- 2.4 Identify appropriate materials, tools, and machines needed to construct a prototype of a given engineering design. (Grades 6 - 8)  ...show
- 2.3 Describe and explain the purpose of a given prototype. (Grades 6 - 8)  ...show
- 1.3 Identify and explain the safe and proper use of measuring tools, hand tools, and machines (e.g., band saw, drill press, sanders, hammer, screwdriver, pliers, tape measure, screws, nails, and other mechanical fasteners) needed to construct a prototype of an engineering design. (Grades 6 - 8)  ...show
- 2.6 Identify the five elements of a universal systems model: goal, inputs, processes, outputs, and feedback. (Grades 6 - 8)  ...show
- 1.1 Given a design task, identify appropriate materials (e.g., wood, paper, plastic, aggregates, ceramics, metals, solvents, adhesives) based on specific properties and characteristics (e.g., weight, strength, hardness, and flexibility). (Grades 6 - 8)  ...show
- Next Generation Science Standards: Science
- Develop a model to generate data for iterative testing and modification of a proposed object, tool, or process such that an optimal design can be achieved. (Grades 6 - 8)  ...show
- Create practical representations of simple machines (prototypes).
- Follow the steps of the engineering design process.
- Use tools safely.
- Learn the five elements of a technology system: goal, inputs, processes, outputs and feedback.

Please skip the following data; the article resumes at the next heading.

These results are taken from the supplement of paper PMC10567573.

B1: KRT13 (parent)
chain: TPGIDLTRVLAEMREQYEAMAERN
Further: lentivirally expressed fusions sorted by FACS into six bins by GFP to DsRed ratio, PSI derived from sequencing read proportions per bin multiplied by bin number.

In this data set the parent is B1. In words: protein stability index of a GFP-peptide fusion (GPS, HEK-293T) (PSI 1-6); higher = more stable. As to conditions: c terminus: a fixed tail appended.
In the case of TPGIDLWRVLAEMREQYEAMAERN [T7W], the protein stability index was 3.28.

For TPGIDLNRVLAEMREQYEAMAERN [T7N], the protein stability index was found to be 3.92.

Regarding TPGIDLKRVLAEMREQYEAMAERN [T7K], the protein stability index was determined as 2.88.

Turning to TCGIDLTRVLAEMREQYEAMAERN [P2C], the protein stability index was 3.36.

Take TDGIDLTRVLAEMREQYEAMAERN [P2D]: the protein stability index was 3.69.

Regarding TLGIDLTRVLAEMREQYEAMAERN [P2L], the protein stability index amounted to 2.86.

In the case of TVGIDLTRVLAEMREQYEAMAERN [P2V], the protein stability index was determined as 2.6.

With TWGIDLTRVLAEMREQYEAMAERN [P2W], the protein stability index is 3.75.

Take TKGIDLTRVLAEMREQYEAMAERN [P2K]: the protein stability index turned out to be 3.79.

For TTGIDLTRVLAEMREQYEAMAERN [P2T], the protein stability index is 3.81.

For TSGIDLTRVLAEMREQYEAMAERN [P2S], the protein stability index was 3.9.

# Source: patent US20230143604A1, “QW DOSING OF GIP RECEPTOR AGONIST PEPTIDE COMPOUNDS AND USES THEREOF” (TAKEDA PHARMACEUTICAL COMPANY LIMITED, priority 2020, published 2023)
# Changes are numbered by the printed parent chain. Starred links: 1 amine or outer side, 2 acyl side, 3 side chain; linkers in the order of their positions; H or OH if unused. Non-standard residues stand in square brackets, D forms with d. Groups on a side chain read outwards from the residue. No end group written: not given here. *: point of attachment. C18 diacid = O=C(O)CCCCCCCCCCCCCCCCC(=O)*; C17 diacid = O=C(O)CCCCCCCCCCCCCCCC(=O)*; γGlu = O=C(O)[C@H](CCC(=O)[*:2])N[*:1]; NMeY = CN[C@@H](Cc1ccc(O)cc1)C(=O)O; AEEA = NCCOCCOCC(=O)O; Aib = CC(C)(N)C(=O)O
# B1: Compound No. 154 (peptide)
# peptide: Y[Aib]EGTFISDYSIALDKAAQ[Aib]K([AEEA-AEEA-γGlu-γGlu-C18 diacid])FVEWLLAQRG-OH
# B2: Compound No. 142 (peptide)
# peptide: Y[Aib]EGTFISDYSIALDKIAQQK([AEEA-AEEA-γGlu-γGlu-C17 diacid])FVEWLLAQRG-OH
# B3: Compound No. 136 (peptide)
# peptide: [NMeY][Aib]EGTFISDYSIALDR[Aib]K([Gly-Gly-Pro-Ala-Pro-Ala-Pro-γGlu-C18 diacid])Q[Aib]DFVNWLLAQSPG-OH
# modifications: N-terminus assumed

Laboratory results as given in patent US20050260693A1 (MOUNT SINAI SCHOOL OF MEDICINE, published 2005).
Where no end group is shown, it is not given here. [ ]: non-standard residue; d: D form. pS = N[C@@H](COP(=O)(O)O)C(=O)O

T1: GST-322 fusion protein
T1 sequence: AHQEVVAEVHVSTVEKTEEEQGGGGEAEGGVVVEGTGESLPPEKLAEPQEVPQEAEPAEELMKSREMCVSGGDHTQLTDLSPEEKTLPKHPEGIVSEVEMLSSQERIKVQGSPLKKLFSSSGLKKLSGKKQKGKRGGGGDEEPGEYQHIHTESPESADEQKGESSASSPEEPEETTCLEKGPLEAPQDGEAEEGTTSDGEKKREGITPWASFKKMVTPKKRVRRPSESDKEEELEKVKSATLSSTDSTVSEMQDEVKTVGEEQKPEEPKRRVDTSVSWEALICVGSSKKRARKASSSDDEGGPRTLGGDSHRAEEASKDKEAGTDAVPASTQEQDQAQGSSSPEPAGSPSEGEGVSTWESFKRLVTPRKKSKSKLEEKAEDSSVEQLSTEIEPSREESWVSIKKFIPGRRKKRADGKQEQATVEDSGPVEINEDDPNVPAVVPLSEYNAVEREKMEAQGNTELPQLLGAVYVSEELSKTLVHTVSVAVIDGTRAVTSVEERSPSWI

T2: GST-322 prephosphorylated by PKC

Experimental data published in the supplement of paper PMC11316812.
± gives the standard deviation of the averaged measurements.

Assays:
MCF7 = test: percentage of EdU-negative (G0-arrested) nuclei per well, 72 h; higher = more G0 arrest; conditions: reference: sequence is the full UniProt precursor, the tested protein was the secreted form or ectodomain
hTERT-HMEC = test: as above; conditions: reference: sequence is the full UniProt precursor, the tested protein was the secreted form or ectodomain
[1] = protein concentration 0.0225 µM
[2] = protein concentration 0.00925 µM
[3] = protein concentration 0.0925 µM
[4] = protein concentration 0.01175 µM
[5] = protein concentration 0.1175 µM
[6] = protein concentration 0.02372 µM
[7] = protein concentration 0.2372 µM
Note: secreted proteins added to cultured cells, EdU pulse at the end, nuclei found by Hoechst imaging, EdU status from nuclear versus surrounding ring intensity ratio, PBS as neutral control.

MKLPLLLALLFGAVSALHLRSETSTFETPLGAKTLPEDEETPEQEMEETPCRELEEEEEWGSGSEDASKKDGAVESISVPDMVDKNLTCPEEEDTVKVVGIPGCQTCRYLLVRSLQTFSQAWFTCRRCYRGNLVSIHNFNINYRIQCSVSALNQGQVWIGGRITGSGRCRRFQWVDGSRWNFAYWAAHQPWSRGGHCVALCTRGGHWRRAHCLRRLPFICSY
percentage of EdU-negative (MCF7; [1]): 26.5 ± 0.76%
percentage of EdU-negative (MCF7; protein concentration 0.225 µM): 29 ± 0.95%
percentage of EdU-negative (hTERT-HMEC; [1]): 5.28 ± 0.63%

- examples of simple and complex machines (pulleys, hammer, ramps, bicycle, wheelbarrow, etc.)
- illustrations of Rube Goldberg machines
- assorted wood, metals, plastics and composites
- foam core board and extruded foam insulation make good bases as they are light, sturdy, and easy to attach things to
- miscellaneous construction materials such as wire hangers, cardboard, screws, wire, string, glue and tape
- assorted tools, such as screwdrivers, saws, drills and hammers
- poster paper, markers, crayons, pencils, rulers, etc
- assorted discarded "raw materials," for student prototypes
- assorted materials that students bring from home, which may be returned at project end
|prototype:||A first attempt or early model of a new product or creation. May be revised many times.|
|schematic:||Showing the basic form or layout of something.|
- Gather materials, including those provided by students.
- Make copies of the Student Activity Worksheet.
- Choose a time frame for completion of machines.
With the Students
- Review the types and combinations of simple machines in use around us every day.